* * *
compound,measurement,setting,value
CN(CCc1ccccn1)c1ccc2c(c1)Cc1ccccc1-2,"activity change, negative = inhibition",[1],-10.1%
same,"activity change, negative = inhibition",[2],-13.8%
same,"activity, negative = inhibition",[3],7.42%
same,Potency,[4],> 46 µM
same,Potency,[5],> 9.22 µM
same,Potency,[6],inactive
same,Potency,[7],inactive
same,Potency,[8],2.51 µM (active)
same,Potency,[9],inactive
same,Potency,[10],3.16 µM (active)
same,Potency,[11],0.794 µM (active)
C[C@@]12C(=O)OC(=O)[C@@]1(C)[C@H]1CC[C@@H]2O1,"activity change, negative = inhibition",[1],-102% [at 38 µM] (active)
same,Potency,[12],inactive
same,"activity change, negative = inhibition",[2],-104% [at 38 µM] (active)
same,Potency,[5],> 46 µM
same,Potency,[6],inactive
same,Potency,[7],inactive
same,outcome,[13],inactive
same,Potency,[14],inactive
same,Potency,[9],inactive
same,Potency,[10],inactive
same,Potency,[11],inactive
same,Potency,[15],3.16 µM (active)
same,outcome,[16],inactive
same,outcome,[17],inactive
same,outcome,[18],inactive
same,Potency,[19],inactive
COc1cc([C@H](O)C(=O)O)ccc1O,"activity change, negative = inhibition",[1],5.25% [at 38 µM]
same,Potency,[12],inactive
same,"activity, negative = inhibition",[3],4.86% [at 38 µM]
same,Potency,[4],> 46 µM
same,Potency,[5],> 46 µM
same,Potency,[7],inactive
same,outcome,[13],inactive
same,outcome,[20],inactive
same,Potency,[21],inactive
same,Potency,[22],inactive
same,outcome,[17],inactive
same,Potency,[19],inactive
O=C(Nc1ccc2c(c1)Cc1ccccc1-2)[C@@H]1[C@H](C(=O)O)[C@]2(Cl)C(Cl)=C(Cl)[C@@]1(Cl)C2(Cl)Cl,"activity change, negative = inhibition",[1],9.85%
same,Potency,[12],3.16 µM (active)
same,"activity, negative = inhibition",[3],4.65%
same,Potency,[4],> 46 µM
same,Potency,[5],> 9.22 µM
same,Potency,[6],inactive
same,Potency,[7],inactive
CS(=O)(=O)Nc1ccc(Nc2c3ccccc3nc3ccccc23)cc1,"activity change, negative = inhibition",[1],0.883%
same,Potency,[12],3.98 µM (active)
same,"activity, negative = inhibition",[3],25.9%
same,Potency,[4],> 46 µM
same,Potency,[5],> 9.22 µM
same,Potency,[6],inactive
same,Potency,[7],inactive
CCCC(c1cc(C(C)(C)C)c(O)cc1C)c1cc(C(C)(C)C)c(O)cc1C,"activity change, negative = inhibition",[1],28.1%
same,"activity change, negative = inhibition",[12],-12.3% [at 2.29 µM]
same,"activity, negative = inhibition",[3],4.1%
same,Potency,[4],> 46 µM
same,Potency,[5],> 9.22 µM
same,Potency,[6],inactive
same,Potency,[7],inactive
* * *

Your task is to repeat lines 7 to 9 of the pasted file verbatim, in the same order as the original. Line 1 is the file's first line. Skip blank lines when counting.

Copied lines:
same,Potency,[6],inactive
same,Potency,[7],inactive
same,Potency,[8],2.51 µM (active)